How to make Peppermint Bark

peppermint bark

 

It’s beginning to look a lot like Christmas around my house! The tree is up, the halls are decked, and it’s time to get to my favorite part – candy making and cookie baking!

Peppermint bark is ridiculously easy to make if you know how to temper chocolate. Tempering chocolate can actually be rather complicated and tedious but I’m going to walk you through an easy way to get the job done for home candy making. The reason it’s so important is that dark or milk chocolate, when not properly tempered, will lose its snap, its gloss, and may develop unsightly white spots. White chocolate, when overheated, can seize up and become very clumpy and grainy. Once you know the basics, you can easily make almond bark, cashew bark, etc. and use chocolate for dipping various candies and cookies.

 

Peppermint Bark

(makes 1.5 pounds)

10 ounces semi-sweet or bittersweet chocolate, chopped or baking chips

8 ounces white chocolate, chopped or baking chips

1 teaspoon peppermint extract

12 mini candy canes or a few regular size ones

Line a sheet pan with parchment paper or a silicone baking pad. Or, you know, use your marble slab you have lying around. I kept mine on the pantry shelf this time around, way too much trouble. If you have a solid countertop that stays cool such as marble, quartz, or stainless steel you can skip the pan and lay the parchment/silicone directly on the counter.

In a double boiler on medium heat, melt 7 ounces of the semi-sweet or bittersweet chocolate over, not sitting in, the water. Stir often, making sure the chocolate doesn’t get too hot until it is melted and smooth.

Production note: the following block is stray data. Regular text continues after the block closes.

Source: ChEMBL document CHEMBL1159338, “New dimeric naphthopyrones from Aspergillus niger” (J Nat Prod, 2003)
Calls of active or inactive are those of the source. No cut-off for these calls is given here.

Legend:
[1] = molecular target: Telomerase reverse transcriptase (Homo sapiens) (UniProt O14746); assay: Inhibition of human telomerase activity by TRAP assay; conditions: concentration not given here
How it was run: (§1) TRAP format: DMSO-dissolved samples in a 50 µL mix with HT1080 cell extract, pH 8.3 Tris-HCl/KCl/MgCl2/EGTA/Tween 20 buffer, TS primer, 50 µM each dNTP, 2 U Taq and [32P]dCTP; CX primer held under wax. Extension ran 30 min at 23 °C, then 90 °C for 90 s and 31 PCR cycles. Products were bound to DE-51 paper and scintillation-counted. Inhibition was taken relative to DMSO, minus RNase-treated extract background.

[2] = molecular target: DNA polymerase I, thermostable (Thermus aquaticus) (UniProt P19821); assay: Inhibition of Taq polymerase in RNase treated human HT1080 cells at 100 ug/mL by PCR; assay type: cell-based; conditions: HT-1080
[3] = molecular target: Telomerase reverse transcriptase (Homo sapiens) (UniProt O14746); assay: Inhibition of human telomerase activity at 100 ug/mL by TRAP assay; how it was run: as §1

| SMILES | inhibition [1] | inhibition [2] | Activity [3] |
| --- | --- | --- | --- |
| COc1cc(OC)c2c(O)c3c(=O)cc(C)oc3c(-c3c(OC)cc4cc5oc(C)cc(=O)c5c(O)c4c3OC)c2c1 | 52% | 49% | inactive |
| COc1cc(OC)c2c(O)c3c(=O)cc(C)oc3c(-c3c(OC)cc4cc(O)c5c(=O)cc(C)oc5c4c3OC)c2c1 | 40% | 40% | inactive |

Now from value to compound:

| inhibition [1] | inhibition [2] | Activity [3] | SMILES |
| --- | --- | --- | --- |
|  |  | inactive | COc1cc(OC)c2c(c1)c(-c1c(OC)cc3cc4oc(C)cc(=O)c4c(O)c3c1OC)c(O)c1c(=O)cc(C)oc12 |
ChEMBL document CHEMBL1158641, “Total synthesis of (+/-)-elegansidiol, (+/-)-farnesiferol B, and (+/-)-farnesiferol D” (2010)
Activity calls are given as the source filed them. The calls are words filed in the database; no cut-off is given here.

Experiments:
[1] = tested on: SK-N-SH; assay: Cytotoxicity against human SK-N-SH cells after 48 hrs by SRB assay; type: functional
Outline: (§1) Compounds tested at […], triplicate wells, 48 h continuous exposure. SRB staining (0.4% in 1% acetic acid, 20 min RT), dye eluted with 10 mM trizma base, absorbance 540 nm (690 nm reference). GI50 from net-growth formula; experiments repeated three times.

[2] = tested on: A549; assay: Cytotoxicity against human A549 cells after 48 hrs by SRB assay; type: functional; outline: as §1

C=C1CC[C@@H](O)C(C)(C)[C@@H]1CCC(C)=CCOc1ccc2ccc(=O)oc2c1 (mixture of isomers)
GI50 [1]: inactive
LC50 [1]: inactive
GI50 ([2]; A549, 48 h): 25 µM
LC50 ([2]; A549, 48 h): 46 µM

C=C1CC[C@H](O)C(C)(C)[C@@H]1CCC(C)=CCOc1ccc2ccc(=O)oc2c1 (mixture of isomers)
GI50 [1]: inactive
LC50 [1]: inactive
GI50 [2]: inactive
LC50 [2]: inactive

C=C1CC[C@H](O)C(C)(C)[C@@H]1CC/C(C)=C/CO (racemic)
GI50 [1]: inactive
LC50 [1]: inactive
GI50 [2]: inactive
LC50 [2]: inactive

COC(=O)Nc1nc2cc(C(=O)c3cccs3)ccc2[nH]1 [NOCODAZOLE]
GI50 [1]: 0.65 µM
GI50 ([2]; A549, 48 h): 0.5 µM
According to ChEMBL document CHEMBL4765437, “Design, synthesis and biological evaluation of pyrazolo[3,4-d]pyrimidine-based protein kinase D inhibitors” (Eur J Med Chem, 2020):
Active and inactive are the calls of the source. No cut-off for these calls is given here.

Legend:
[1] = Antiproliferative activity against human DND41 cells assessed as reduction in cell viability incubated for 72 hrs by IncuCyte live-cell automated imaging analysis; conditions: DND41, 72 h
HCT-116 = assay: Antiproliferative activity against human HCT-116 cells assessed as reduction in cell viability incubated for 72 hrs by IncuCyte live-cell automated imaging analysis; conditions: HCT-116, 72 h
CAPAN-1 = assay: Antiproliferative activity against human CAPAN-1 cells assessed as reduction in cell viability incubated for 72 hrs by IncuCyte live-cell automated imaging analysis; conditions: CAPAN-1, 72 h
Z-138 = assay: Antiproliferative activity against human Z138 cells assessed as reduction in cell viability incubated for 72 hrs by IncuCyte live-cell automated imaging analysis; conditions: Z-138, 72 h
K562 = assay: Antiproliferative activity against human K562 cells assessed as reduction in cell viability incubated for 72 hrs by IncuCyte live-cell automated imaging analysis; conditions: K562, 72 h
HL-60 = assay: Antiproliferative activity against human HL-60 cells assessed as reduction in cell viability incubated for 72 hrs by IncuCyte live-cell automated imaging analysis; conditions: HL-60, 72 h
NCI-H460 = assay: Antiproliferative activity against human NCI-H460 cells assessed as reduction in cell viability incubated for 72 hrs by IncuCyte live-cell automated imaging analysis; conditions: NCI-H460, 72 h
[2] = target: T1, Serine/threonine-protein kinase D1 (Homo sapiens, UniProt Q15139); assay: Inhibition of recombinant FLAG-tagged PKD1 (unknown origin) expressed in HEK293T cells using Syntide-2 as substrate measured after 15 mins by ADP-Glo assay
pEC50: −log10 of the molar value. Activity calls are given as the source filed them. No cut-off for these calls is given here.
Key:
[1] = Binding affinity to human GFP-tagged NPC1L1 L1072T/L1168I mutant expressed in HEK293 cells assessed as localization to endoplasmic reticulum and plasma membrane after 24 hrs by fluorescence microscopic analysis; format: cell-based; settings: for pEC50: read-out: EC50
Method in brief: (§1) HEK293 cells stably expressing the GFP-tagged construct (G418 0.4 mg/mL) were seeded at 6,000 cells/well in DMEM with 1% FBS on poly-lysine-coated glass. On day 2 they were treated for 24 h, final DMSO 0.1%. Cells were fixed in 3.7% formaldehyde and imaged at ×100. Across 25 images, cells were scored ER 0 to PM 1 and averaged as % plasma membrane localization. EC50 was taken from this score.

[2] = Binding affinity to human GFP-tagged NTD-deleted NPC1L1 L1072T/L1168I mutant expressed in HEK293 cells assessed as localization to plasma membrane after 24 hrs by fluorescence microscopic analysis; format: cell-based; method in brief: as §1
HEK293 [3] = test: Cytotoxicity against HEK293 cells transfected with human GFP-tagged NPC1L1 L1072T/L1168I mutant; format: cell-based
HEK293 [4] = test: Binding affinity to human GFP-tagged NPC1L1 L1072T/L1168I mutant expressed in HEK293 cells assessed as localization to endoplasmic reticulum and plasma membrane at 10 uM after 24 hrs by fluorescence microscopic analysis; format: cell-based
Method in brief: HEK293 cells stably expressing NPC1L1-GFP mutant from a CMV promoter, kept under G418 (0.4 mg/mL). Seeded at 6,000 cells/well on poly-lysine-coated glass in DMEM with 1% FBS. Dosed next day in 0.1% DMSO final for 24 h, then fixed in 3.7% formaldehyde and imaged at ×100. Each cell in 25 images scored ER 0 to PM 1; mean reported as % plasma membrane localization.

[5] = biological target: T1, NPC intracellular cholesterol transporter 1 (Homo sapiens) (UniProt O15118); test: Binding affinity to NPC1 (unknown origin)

Remove from heat, add in remaining 3oz chocolate and stir until smooth. Continue to stir until it becomes glossy, thick, and does not feel warm to the touch, but close to body temperature (95-100 degrees).
(Believe me, I could get a lot more complicated with this and talk about “crystallizing”, but I’m not going there. In my experience, it doesn’t have to be that complicated. Just don’t let it get too hot!)

 

Pour on to the prepared surface.

Spread out to approximately 1/4-inch thickness and let it harden. If you’re a purist and your room is cool you may leave it out, but I stick it in the fridge cause I want to get on with my life.

Meanwhile, break up those candy canes! I put them in a large zip-lock bag and pound them with a metal mallet. Just make sure they don’t get too powdery.

I wait until the dark chocolate is set before I begin melting the white chocolate because it can be a bit temperamental. Using a double boiler, melt it over, not sitting in, water on medium heat. Stay with it, stirring often with a rubber spatula, until it’s about three-quarters of the way melted. It’s very important that it does not become too hot.

Remove from heat and stir until smooth. Stir in peppermint extract.

When it is close to body temperature (95-100 degrees)  to the touch, pour on top of the dark chocolate…

Spread over the top

and sprinkle on crushed candy.
Make sure you lightly press the candy into the white chocolate before it sets – I failed to do that this time and much of it fell off.
Place the pan back in the fridge until it’s set.

Break into pieces and be a hero to your friends… in my case, my nieces who demand it every year.

‘All I need is a reindeer…” The Grinch looked around. But, since reindeer are scarce, there was none to be found. Did that stop the old Grinch…? No! The Grinch simply said, ‘If I can’t find a reindeer, I’ll make one instead!’ So he called his dog, Max. Then he took some red thread, and he tied a big horn on the top of his head.”

How the Grinch Stole Christmas
Dr. Seuss
 

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